This is the third section of the Blueprint for the Complete Community Connection.
Revenue generation traditionally isn’t a journalist’s job, but helping develop a business model for the future of journalism is every journalist’s job today. The job cuts throughout our industry (including here) have done too much damage to journalism to cling to our long-nurtured disdain for the economic facts of life. Journalists can protect our integrity and still collaborate in developing a new business model.
Content and revenue must be planned together, so any innovation plan must address both needs. While I know big parts of the solutions here will and should come from colleagues in other departments, revenue generation must be part of the vision and I discuss it extensively throughout this blueprint.
The Newspaper Next 2.0 report released last year cited the importance of developing the potential of email, video and search advertising opportunities for businesses and of assigning specialists to the distinct challenge of selling digital advertising. I affirm that approach and will mention aspects of it frequently here but will not develop it in depth because that report already detailed those points extensively and effectively.
I will cite specific examples as I explain details of this blueprint, but those examples are only a start of the model I envision for C3 to move toward results-based performance of jobs for businesses, including conducting transactions for business customers. We need to connect the business with the customer and collect the money, taking a reasonable cut for ourselves.
- Gift registries for weddings, anniversaries, graduations, babies, retirements and holidays are important opportunities.
- Obituaries offer chances to send flowers and contribute to memorial funds.
- Our products and content relating to the arts and entertainment must include opportunities to buy tickets to movies, concerts and other events online or to buy books or download songs.
- Sports sites will offer chances to buy tickets, clothing, memorabilia, etc.
- The calendar will offer registration for events and classes, ticket sales and so on.
- Dining content will include opportunities to make reservations or buy gift certificates.
- For Hawkeye sporting events, community festivals and University of Iowa events such as graduation and orientation, we will offer chances to make reservations online for lodging, meals and entertainment.
- Our iGuide business directory needs to include options for coupons, gift certificates, direct purchases, making reservations, placing orders, requesting information.
- When we use traditional ads priced by how many thousand people see them, we should seek to include options to click to download a coupon, buy a gift certificate or order a product, delivering more value for the business and a bigger pay-for-performance cut for us.
E-Me Ventures or other vendors may be able to develop these solutions for us or we may need partnerships with PayPal, Ticketmaster, Amazon, iTunes and so on, probably a combination. But somehow we need to become a sales channel, not just an advertising vehicle.
With online advertising rates low and print advertising revenue declining precipitously and local broadcast revenue also in decline, newspapers need to broaden our vision of serving business customers and move swiftly into direct sales and other business services such as lead-generation and email marketing. This may be a phased process, where we start with lead generation, coupons, inquiries and links to business web sites as we work out the technology challenges of interfacing with the inventory and ordering software of other companies or find a vendor who has already figured that out. Of course, as we work those challenges out, we will have tremendous economic opportunities in selling our solutions throughout the industry.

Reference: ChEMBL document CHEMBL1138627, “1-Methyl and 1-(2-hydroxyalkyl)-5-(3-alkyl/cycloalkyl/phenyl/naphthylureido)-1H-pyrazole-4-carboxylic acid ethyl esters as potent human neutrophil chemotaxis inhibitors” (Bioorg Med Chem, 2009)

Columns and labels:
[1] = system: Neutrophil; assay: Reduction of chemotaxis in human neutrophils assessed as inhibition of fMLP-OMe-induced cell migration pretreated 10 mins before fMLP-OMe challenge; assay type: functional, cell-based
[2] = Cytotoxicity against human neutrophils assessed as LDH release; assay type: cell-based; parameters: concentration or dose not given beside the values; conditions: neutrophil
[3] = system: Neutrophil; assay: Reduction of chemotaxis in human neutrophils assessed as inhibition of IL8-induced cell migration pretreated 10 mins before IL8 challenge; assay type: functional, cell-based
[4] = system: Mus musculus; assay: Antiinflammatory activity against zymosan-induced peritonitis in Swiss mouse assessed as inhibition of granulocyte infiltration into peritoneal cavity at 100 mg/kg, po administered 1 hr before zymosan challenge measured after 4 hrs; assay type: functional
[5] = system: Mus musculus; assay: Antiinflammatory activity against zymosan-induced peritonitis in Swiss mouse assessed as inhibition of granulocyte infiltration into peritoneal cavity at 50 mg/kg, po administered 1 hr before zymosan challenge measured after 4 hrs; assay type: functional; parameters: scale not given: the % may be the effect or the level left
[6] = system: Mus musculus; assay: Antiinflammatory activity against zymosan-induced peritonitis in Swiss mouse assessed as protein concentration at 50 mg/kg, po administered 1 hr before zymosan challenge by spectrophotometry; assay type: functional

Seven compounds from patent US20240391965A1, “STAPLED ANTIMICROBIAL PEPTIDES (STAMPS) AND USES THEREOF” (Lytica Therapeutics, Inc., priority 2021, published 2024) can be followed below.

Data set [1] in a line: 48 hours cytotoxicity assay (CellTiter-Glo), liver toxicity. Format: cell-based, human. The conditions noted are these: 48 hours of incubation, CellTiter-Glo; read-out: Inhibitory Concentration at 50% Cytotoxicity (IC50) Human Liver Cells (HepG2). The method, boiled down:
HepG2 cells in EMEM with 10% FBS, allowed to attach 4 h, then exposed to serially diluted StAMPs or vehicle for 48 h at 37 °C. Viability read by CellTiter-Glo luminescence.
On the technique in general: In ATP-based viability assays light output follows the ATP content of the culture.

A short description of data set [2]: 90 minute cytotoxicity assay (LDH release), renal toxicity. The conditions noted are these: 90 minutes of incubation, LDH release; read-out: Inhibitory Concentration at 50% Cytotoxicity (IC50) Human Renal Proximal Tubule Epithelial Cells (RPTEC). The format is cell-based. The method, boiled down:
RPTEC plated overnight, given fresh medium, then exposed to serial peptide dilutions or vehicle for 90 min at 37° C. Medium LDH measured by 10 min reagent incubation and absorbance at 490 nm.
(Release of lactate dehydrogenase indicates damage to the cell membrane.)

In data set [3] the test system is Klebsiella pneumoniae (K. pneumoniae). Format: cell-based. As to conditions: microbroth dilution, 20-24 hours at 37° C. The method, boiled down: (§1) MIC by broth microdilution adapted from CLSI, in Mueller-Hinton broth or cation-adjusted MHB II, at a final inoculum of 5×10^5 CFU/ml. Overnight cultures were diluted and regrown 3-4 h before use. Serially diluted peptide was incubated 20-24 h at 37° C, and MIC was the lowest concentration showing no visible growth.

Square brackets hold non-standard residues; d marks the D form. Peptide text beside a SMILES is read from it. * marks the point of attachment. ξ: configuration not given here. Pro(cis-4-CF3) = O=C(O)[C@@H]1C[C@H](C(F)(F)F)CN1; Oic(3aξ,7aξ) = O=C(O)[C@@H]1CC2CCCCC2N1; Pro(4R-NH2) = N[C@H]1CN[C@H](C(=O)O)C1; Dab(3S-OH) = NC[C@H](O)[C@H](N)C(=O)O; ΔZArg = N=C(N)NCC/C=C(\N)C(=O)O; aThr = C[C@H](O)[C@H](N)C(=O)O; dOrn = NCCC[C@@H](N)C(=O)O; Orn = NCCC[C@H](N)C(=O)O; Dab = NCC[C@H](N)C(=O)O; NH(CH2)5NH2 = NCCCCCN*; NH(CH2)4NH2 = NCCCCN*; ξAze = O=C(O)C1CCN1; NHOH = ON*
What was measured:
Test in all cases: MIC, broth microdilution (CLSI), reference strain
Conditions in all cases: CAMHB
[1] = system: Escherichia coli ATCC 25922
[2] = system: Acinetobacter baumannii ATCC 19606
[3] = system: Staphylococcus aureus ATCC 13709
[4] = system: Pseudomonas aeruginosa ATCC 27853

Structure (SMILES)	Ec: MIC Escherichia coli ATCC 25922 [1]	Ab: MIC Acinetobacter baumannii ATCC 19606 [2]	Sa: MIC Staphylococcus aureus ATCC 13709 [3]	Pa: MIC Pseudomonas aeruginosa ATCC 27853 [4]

Our approach will offer businesses a chance to pay based on performance, which gives them higher confidence as well as higher value. More important, it turns our company from an expense line in its customers’ budgets to a revenue line. The current advertising decision is a choice of making a commitment up front to a substantial investment based on the hope of generating significant business. In this recession and in the economic vise of a community recovering from disaster, we are seeing that when businesses are cutting expenses, advertising is a large expense without an obvious dollar-for-dollar connection to revenue. It becomes an inviting place to cut. But advertising works, so the business that cuts advertising sees its revenue decline (but may not recognize the decline’s relationship to the decision to cut advertising, since the economy is such a handy scapegoat). So the business needs to cut expenses again and there is that advertising expense line — a bit smaller than last time but still inviting.
We can’t afford to be in that cycle in these times, especially with cheaper advertising options as plentiful as they are now. On the other hand, if our payment is a cut of revenue generated for a business, the business is happy to pay it. In fact, since we are collecting the money for the business, it doesn’t even write us a check. We become like payroll taxes to the individual, a huge expense that you don’t really feel because you never had the money in your hand. We send the customer money after taking a cut. So when the business needs more money, it starts thinking about how to do more business with us, so we will send more money.
Of course, traditional advertising will still do important jobs for some of our business customers, so we hope to be both an expense line and a revenue line for many businesses. In these cases, the cut in advertising expense in difficult times may actually be a shift into our pay-for-performance products.